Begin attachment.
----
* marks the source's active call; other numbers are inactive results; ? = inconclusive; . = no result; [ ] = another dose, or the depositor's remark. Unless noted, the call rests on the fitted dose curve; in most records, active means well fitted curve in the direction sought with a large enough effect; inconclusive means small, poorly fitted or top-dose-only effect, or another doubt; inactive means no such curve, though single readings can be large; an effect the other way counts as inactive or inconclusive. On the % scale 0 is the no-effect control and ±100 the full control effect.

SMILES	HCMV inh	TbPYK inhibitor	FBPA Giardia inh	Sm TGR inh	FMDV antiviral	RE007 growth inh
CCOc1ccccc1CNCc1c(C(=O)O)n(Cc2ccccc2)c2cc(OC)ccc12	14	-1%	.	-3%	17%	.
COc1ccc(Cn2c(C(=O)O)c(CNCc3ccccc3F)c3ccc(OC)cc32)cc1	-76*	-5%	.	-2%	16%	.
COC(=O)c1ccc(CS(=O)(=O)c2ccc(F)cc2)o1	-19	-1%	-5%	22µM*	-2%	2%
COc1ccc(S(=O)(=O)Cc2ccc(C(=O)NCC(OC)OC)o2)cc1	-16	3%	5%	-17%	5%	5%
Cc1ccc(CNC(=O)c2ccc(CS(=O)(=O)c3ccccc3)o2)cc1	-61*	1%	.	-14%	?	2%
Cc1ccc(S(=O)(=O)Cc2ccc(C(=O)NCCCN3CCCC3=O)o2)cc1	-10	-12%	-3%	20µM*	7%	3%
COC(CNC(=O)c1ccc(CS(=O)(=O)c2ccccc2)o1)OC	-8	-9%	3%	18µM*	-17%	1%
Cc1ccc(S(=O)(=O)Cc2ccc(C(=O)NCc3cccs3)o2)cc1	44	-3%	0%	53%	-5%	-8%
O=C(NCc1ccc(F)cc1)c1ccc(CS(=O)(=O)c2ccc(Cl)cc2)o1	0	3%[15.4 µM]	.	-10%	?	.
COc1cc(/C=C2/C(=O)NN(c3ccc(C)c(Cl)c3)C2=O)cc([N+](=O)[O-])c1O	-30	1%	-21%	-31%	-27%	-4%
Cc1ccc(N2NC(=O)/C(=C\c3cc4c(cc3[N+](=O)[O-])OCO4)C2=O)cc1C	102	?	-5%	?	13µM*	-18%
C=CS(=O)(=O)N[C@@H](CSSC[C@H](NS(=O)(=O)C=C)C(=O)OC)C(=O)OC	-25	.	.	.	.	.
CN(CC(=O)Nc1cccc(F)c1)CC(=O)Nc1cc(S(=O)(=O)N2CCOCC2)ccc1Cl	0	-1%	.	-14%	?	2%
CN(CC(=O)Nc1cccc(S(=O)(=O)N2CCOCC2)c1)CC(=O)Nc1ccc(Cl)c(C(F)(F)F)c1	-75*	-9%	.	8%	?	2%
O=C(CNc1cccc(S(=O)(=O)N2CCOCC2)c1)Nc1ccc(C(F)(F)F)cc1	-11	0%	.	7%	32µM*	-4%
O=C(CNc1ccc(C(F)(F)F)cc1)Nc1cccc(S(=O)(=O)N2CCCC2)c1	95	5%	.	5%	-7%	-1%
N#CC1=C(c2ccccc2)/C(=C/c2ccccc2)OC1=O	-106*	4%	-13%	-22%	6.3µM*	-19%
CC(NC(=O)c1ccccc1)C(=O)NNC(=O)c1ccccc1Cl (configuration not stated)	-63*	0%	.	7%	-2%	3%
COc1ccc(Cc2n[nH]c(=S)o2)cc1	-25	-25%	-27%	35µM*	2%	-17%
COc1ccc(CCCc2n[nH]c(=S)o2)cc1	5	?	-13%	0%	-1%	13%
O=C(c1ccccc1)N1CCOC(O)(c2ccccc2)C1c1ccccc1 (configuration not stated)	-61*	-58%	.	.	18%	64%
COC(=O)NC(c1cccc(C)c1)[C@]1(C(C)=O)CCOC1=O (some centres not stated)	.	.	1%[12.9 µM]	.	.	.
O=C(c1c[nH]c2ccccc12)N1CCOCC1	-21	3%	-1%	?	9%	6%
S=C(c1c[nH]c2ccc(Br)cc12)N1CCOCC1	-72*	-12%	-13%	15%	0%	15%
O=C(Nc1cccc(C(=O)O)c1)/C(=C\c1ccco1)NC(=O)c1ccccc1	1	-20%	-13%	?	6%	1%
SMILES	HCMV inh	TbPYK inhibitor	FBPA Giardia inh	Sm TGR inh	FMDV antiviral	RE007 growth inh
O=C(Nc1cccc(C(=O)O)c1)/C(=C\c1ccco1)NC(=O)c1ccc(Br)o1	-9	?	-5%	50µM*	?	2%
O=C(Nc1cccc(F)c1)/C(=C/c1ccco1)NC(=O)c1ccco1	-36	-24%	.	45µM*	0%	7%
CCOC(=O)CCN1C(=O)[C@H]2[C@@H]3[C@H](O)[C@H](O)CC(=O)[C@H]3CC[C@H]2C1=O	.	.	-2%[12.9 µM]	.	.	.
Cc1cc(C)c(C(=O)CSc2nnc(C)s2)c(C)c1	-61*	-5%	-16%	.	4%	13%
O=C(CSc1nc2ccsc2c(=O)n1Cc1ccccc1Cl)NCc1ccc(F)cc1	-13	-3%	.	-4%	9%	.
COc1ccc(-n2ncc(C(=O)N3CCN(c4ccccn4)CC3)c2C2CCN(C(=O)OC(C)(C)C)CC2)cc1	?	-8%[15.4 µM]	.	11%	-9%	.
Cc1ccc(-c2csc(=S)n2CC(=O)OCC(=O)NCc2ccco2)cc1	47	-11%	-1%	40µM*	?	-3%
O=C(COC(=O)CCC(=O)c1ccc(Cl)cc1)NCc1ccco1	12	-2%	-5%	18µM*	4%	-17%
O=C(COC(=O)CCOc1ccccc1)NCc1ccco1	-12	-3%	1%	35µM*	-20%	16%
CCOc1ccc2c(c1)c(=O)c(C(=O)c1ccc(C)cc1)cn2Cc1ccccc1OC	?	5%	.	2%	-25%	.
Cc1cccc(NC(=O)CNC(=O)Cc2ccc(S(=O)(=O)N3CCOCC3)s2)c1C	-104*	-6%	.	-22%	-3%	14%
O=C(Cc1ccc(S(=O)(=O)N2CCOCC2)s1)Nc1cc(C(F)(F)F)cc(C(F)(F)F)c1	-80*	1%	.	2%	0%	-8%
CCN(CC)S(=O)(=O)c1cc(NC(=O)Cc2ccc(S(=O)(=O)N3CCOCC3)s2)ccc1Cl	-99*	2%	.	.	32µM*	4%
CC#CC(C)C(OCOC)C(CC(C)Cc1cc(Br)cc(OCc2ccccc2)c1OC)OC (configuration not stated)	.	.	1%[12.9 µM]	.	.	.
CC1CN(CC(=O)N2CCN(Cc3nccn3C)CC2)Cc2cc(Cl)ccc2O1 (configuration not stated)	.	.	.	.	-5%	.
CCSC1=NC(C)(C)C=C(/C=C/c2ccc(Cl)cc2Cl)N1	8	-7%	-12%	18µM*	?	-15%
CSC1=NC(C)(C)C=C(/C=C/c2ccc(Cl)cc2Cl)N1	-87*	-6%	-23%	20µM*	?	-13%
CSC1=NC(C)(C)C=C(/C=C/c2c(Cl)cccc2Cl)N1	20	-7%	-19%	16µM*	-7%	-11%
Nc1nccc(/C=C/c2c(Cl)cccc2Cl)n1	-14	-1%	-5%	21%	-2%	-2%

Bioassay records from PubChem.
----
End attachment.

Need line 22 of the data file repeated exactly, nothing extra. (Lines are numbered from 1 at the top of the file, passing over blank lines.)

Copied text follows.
COc1ccc(CCCc2n[nH]c(=S)o2)cc1	5	?	-13%	0%	-1%	13%